07 Feb / 2020 2,388 views

Is Your Website ADA Compliant? The Ultimate Checklist

Is Your Website ADA Compliant? The Ultimate Checklist

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Technology meets law as the U.S. Department of Justice (DOJ) mandates with the Americans with Disabilities Act (ADA) that all digital technology must be easily accessible to people with disabilities.

When ADA was first passed in 1990, it sought to protect people who require facilities like ramps for wheelchairs and elevators.

Now, ADA compliance has been extended to the websites with the U.S. Department of Justice frequently citing the Web Content Accessibility Guidelines (WCAG) 2.0.

WCAG 2.0 highlights multiple criteria for making the websites more accessible to people with disabilities like low vision, blindness, partial or full loss of hearing, learning disabilities, speech disabilities, photo-sensitivity and so on.

And according to the Title III of ADA, websites with inaccessible components will be treated as discriminatory against people with disabilities.

What Does This Mean?

For a website to be ADA (or WCAG) compliant, it needs to be accessible to people with disabilities. It means that everyone, including the people with disabilities, should be able to easily navigate your website, access content, and engage with several elements on the webpage. To put it simply, the website has to provide an effective communication.

For instance, difficult-to-see fonts or colours may discriminate against people with visual impairments. ADA prohibits such practices.

Why Your Website Must Be ADA Compliant?

There are various benefits of an ADA compliant site. Check them out:

1. Avoid Penalties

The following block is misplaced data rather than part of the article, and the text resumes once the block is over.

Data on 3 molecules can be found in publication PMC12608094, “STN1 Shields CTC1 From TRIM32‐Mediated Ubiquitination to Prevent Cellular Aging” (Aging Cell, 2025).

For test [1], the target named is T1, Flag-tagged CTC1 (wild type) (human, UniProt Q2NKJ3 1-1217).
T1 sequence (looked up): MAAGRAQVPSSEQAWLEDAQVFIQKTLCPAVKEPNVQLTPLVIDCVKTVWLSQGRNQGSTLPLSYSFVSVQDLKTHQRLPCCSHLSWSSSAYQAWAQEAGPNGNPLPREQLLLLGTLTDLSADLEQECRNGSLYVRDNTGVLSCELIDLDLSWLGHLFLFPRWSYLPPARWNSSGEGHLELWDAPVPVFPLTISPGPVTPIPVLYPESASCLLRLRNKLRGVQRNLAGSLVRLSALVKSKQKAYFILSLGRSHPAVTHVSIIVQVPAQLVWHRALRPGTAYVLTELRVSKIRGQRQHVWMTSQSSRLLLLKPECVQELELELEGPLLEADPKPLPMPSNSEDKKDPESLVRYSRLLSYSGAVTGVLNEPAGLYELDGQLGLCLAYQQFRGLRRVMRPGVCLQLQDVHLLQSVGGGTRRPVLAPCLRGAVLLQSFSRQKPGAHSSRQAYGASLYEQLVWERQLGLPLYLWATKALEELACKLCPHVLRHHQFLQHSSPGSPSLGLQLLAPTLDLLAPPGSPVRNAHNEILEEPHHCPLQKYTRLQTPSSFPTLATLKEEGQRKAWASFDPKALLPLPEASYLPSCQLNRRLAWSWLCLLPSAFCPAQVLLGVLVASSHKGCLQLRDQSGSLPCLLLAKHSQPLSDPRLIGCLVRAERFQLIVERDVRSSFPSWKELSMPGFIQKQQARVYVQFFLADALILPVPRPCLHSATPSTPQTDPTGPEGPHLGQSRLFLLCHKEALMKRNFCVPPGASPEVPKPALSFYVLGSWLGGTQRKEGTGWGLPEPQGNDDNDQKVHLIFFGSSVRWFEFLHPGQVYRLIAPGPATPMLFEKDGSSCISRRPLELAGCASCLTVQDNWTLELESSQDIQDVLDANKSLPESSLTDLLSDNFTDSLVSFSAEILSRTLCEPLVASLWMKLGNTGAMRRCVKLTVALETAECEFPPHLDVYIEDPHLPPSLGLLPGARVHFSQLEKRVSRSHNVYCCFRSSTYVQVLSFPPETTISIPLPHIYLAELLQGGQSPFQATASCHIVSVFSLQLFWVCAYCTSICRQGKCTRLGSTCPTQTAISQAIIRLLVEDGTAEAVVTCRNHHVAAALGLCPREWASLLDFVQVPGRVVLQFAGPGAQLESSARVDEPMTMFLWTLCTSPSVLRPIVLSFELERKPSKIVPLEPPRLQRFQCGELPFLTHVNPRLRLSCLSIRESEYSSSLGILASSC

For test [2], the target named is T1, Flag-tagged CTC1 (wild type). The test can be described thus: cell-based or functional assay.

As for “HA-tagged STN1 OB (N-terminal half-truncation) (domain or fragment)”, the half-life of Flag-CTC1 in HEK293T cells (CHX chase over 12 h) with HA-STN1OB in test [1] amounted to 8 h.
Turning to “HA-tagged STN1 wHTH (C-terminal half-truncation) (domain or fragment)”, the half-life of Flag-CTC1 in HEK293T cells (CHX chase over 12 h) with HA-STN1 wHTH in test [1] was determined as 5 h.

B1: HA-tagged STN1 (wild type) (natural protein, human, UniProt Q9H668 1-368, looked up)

Well, this is the very first benefit of complying with the ADA regulation. If you fail to meet the criteria, you are at risk of facing civil class action lawsuits. In fact, many esteemed brands including Brooks Brothers, Foot Locker, Kylie Jenner, and Fordham University have been sued due to their lack of ADA compliant websites (source: CWS).

2. Increases Target Audience

According to a survey by Service and Inclusion, there are about 50 million people with disabilities in the United States. This means about 19 per cent of the country has a disability. Therefore, if your website is not accessible to them, you are losing a lot of customers.

For instance, if you upload a video or an image to your site that explains the benefits of your product without any caption or alt-text, the deaf or blind viewers may not understand how great the product is. The point of alt-text is to allow the screen reading tools to depict the visuals.

3. Improves SEO Efforts

Search engines prefer websites with a high user-friendly interface. If your site addresses the Web Content Accessibility Guidelines (WCAG), it will appeal to the screen readers, search engines, and users alike, finally improving your SEO (Search Engine Optimization) efforts.

That’s why, meta-tagging, video transcripts, and alt-texts should be seriously considered.

4. Enhance Reputation

Developing an ADA compliant website can have a psychological impact on your target customers. For example, people with visual impairment visiting a few non ADA compliant websites would get a raw deal as far as browsing experience is concerned. This is where your ADA compliant site can deliver great user experiences to them thereby evoking a positive impression about your brand.

Now that you are convinced of the importance of ADA compliance, you must want to improve accessibility of your website? Our next section deals with the same. So, dive in.

How to Improve Accessibility?

Ideally, any website should be accessible/navigable to a user regardless of his/her psychological or physical impairment. That’s why it’s better to take action with the following key steps:

  • Typeface